The blending of polyamide resins and poly(etherester) elastomers in this invention may be carried out in ordinary laboratory glassware equipped for heating and stirring or in simple pilot or plant reactors similarly equipped. The blending may be carried out in the presence of added anti-oxidants; for example, Irganox 1010 (product of Ciba-Geigy). No special mixing equipment, extruders, or other type of equipment is required. The blends are uniform and stay uniform with no phase separation upon cooling and re-heating.
The blends may contain 5 to 75 percent, preferably from 10 to 50 percent, of poly(ether-ester), the balance being a polyamide.
The ring-and-ball softening points of the blends are essentially identical to the softening points of the polyamides used up to about 50 percent by weight of poly(ether-ester). However, the viscosities of the blends are always higher than the viscosities of the polyamides used. This can be very beneficial in certain adhesive and encapsulation applications where high softening points and high viscosities of the polyamide blends will prevent the material from sagging or running.
The blends may be plasticized by plasticizers such as dialkyl phthalate or dialkyl adipate, etc. Such plasticized blends are useful where low viscosity and extra flexibility are desirable, for example, in potting compounds.
Blends of dimer fatty acid-based polyamides and poly(ether-ester) are strong materials. They have good tensile strength, elongation, and tensile modulus at room temperature and at -40° C.
Seventy-five parts of UniRez® 2642, a dimer fatty acid-based hot-melt polyamide made by Union Camp Corporation, 0.25 pars of Irganox 101 (product of Ciba-Geigy), and 0.25 parts of dilauryl thiodipropionate (product of Witco) were charged into a reactor equipped with a nitrogen inlet, a stirrer, and a thermocouple.
Heating was started under a slow N2 sweep and the reactants stirred until the solid had completely melted. Twenty-five parts of a poly(ether-ester), duPont's Hytrel® 4056, was added in portions and the mixture was heated to 220° C. and stirred for an additional 5 hours. The product was then subjected to vacuum (3-5 mm) for 1 hour and then poured onto a Teflon lined pan. This product had a melting point of 160° C. and viscosity of 14,280 cps at 190° C. It also had a tensile strength of 830 psi, elongation of 140 percent, and tensile modulus of 1,700 psi.
The procedure of Example 1 was repeated, this time with fifty parts of Uni-Rez® 2642 polyamide and fifty parts of Hytrel® 4056. The product blend had a melting point of 160° C., a viscosity of 12,340 cps at 190° C., a tensile strength of 690 psi, elongation of 110 percent, and tensile modulus of 10,700 psi.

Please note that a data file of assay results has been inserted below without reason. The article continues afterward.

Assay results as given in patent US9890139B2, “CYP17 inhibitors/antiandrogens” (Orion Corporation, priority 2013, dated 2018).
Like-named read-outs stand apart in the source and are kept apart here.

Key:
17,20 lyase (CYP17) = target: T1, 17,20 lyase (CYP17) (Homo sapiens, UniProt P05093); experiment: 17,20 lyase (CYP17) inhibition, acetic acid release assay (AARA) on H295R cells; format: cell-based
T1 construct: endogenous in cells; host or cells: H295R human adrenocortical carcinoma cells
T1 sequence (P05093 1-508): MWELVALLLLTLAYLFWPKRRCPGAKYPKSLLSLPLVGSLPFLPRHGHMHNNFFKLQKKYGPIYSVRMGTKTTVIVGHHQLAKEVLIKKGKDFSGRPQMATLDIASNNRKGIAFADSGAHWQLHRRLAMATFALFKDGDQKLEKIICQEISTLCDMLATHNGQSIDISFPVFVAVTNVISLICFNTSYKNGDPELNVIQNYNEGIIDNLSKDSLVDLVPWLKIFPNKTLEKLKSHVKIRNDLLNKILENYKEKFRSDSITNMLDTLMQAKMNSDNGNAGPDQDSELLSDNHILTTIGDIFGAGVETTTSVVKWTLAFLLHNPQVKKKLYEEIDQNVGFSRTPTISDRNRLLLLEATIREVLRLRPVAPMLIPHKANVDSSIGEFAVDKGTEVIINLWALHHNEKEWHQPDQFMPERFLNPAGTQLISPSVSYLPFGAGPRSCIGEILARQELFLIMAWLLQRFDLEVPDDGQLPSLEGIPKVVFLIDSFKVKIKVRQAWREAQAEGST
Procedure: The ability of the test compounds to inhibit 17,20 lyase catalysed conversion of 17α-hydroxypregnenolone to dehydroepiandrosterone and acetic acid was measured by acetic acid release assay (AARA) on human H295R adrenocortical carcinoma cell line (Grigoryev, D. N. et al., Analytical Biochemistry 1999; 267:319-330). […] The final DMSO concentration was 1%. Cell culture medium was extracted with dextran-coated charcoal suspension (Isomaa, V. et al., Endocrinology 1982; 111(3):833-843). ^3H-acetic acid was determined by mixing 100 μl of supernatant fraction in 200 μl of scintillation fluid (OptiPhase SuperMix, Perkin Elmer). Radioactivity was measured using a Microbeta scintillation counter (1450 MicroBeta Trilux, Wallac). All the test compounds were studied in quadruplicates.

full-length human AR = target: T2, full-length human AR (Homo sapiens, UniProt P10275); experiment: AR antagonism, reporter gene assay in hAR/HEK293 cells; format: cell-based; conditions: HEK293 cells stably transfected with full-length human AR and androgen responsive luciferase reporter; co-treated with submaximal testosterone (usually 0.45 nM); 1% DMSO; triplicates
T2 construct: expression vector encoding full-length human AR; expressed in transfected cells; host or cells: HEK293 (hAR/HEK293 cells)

Seventy-five parts of Union Camp Corporation's UniRez® 2643 polyamide was blended with twenty-five parts of Hytrel® 4056 according to the procedure of Example 1. The polyamide of this example had a number average molecular weight of 5,500 and melting point (Ring and Ball Method) of 124° C. Its viscosity was 1,000 cps at 204° C., the acid number 0.7, and the amine number was 7.0. The product blend had a melting point of 130° C. and viscosity of 5,540 cps at 204° C.
Fifty parts of the Uni-Rez® 2643 of Example 3 and fifty parts of Hytrel® 4056 were blended according to Example 1. The product had a melting point of 130° C. and vicosity of 9,920 cps at 204° C.
Seventy-five parts of Union Camp Corporation's Uni-Rez® 2652 polyamide was blended with twenty-five parts of Hytrel® 4056 according to the procedure of Example 1. The polyamide of this example had an acid number of 1.0 and amine number of 5.0. Its melting point was 125° C. and viscosity was 3,700 cps at 204° C. Room temperature tensile strength was 460 psi, elongation was 790 percent, and tensile modulus was 12,360. At -40° C., tensile strength was 3,200 psi, elongation was 170 percent, and tensile modulus was 66,950 psi. The blend had a melting point of 130° C. and viscosity of 22,250 cps at 204° C. Room temperature tensile strength was 280 psi, elongation was 110 percent, and tensile modulus was 10,520 psi. At -40° C., tensile strength was 3,390 psi, elongation was 120 percent, and tensile modulus was 137,000 psi.
Fifty parts of the Uni-Rez® 2652 of Example 5 and fifty parts of Hytrel® 4056 were blended according to the procedures of Example 1. The product blend had a melting point of 130° C. and visosity of 28,450 cps at 204° C. Its room temperature tensile strength was 400 psi, elongation was 120 percent, and tensile modulus was 7,850 psi. At -40° C., tensile strength was 3,280 psi, elongation was 120 percent, and tensile modulus was 105,300 psi.
Blends of Examples 1-6, Uni-Rez® 2642, Uni-Rez® 2643 and Uni-Rez® 2652 were each melted and poured into an electrical wiring casing approximately 2" deep and 1"×1/2" in cross-section and containing a bundle of about six wires in the center until the case was full, then allowed to solidify around the wires. Each sample was then warmed to about 125° C. and the wires flexed at an angle of 90° C. in all directions about one hundred times, then cooled to room temperature and inspected. The Uni-Rez® samples showed extensive cracking at the casing surface and had pulled away from the wires, leaving gaps between the resin and the wires about 1/8". The casings containing the polyamide blends as potting compound were virtually unchanged, exhibiting only slight separation from the wires.
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|Citing Patent||Filing date||Publication date||Applicant||Title|
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|U.S. Classification||525/420.5, 525/425, 525/408|
|International Classification||C08L77/00, C09J177/00, C08L77/12|
|Cooperative Classification||C08L77/00, C08L77/12, C09J177/00|
|European Classification||C09J177/00, C08L77/00, C08L77/12|
|Dec 18, 1985||AS||Assignment|
Owner name: UNION CAMP CORPORATION, WAYNE, NEW JERSEY, A CORP.
Free format text: ASSIGNMENT OF ASSIGNORS INTEREST.;ASSIGNOR:CHEN, ALBERT C.;REEL/FRAME:004498/0428
Effective date: 19851216
|Jan 2, 1991||REMI||Maintenance fee reminder mailed|
|Jan 22, 1991||FPAY||Fee payment|
Year of fee payment: 4
|Jan 22, 1991||SULP||Surcharge for late payment|
|Oct 21, 1994||FPAY||Fee payment|
Year of fee payment: 8
|Dec 22, 1998||REMI||Maintenance fee reminder mailed|
|Jan 20, 1999||SULP||Surcharge for late payment|
|Jan 20, 1999||FPAY||Fee payment|
Year of fee payment: 12
|May 15, 2002||AS||Assignment|
|May 23, 2002||AS||Assignment|